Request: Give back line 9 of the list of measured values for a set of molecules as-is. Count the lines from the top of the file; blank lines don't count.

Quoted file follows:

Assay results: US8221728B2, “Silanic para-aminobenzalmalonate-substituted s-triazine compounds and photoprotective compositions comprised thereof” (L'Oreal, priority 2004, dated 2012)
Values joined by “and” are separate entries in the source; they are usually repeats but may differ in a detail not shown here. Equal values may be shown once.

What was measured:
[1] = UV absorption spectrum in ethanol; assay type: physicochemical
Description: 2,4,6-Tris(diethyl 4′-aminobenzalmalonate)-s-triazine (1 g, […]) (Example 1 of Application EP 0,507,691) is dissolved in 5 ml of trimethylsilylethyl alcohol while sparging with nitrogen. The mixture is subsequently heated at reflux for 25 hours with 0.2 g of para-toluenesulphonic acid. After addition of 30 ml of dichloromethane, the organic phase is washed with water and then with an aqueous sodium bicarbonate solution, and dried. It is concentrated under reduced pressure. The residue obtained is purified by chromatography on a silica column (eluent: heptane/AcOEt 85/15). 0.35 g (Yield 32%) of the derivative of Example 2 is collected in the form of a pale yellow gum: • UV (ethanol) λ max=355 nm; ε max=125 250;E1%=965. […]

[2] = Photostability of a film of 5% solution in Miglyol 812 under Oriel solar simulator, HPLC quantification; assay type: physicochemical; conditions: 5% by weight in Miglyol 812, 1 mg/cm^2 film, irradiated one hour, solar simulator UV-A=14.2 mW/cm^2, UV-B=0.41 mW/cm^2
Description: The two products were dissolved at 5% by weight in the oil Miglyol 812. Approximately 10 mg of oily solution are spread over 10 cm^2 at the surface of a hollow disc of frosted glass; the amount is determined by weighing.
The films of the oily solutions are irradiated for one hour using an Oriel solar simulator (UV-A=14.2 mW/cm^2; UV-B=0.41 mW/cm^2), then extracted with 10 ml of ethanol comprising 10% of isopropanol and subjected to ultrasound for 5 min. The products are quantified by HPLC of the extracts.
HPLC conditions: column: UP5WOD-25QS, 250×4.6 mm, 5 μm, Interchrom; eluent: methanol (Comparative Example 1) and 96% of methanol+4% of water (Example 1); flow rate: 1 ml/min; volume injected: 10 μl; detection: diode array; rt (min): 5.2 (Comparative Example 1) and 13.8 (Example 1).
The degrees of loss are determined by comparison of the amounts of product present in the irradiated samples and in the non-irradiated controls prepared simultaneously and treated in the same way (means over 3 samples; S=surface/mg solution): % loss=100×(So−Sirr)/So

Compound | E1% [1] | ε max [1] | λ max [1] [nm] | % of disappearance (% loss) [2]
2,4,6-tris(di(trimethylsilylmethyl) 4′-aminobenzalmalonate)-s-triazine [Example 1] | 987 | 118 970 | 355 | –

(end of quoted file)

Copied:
HPLC conditions: column: UP5WOD-25QS, 250×4.6 mm, 5 μm, Interchrom; eluent: methanol (Comparative Example 1) and 96% of methanol+4% of water (Example 1); flow rate: 1 ml/min; volume injected: 10 μl; detection: diode array; rt (min): 5.2 (Comparative Example 1) and 13.8 (Example 1).